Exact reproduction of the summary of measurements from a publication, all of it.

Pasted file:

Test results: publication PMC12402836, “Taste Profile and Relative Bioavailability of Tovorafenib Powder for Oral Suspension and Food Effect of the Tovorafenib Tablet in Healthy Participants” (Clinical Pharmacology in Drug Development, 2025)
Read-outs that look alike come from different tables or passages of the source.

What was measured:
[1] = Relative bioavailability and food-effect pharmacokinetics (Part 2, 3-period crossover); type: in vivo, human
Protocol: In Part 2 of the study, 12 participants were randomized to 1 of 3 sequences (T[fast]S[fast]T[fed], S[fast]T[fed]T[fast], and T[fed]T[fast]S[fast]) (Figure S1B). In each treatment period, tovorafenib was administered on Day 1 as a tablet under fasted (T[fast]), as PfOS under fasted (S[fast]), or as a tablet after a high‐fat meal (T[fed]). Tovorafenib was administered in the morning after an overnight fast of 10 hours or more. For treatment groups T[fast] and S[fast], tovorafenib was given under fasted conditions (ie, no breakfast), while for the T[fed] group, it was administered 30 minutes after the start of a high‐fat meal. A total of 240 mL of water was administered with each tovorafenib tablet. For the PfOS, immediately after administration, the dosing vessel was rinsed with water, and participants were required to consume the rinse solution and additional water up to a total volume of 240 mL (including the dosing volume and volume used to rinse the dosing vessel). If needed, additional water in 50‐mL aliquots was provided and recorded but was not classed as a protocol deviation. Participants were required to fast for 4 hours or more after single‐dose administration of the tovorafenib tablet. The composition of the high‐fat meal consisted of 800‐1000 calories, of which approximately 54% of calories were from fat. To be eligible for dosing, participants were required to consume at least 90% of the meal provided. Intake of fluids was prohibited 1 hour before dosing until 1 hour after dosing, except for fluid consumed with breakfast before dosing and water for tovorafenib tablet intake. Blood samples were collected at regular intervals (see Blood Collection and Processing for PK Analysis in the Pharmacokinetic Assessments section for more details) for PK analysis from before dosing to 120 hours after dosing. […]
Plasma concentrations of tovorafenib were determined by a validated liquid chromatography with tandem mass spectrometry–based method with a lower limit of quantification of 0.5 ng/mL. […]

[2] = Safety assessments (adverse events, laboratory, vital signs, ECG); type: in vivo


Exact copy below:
Test results: publication PMC12402836, “Taste Profile and Relative Bioavailability of Tovorafenib Powder for Oral Suspension and Food Effect of the Tovorafenib Tablet in Healthy Participants” (Clinical Pharmacology in Drug Development, 2025)
Read-outs that look alike come from different tables or passages of the source.

What was measured:
[1] = Relative bioavailability and food-effect pharmacokinetics (Part 2, 3-period crossover); type: in vivo, human
Protocol: In Part 2 of the study, 12 participants were randomized to 1 of 3 sequences (T[fast]S[fast]T[fed], S[fast]T[fed]T[fast], and T[fed]T[fast]S[fast]) (Figure S1B). In each treatment period, tovorafenib was administered on Day 1 as a tablet under fasted (T[fast]), as PfOS under fasted (S[fast]), or as a tablet after a high‐fat meal (T[fed]). Tovorafenib was administered in the morning after an overnight fast of 10 hours or more. For treatment groups T[fast] and S[fast], tovorafenib was given under fasted conditions (ie, no breakfast), while for the T[fed] group, it was administered 30 minutes after the start of a high‐fat meal. A total of 240 mL of water was administered with each tovorafenib tablet. For the PfOS, immediately after administration, the dosing vessel was rinsed with water, and participants were required to consume the rinse solution and additional water up to a total volume of 240 mL (including the dosing volume and volume used to rinse the dosing vessel). If needed, additional water in 50‐mL aliquots was provided and recorded but was not classed as a protocol deviation. Participants were required to fast for 4 hours or more after single‐dose administration of the tovorafenib tablet. The composition of the high‐fat meal consisted of 800‐1000 calories, of which approximately 54% of calories were from fat. To be eligible for dosing, participants were required to consume at least 90% of the meal provided. Intake of fluids was prohibited 1 hour before dosing until 1 hour after dosing, except for fluid consumed with breakfast before dosing and water for tovorafenib tablet intake. Blood samples were collected at regular intervals (see Blood Collection and Processing for PK Analysis in the Pharmacokinetic Assessments section for more details) for PK analysis from before dosing to 120 hours after dosing. […]
Plasma concentrations of tovorafenib were determined by a validated liquid chromatography with tandem mass spectrometry–based method with a lower limit of quantification of 0.5 ng/mL. […]

[2] = Safety assessments (adverse events, laboratory, vital signs, ECG); type: in vivo